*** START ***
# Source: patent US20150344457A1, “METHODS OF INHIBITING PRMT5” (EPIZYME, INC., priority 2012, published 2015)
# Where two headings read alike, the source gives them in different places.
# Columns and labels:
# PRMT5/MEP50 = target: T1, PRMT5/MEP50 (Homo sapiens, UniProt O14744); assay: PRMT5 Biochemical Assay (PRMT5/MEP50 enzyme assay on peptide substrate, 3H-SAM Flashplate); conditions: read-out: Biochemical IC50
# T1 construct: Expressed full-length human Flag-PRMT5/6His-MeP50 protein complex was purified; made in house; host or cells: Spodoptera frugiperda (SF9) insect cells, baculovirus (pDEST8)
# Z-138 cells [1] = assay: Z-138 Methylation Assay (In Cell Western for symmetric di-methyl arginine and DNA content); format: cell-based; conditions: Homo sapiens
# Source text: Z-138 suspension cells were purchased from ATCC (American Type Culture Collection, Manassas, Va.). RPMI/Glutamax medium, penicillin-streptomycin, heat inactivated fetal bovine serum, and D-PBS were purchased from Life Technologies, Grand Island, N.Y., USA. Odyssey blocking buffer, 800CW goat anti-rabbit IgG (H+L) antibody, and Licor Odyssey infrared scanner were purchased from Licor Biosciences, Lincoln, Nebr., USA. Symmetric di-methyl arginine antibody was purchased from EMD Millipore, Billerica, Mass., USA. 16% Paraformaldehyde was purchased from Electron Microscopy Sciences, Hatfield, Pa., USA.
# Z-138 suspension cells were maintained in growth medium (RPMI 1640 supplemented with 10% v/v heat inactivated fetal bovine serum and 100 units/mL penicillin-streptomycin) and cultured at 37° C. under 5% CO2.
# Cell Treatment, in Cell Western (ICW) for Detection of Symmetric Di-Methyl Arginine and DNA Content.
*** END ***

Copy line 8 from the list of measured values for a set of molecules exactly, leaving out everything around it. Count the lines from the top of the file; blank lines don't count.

# Z-138 suspension cells were maintained in growth medium (RPMI 1640 supplemented with 10% v/v heat inactivated fetal bovine serum and 100 units/mL penicillin-streptomycin) and cultured at 37° C. under 5% CO2.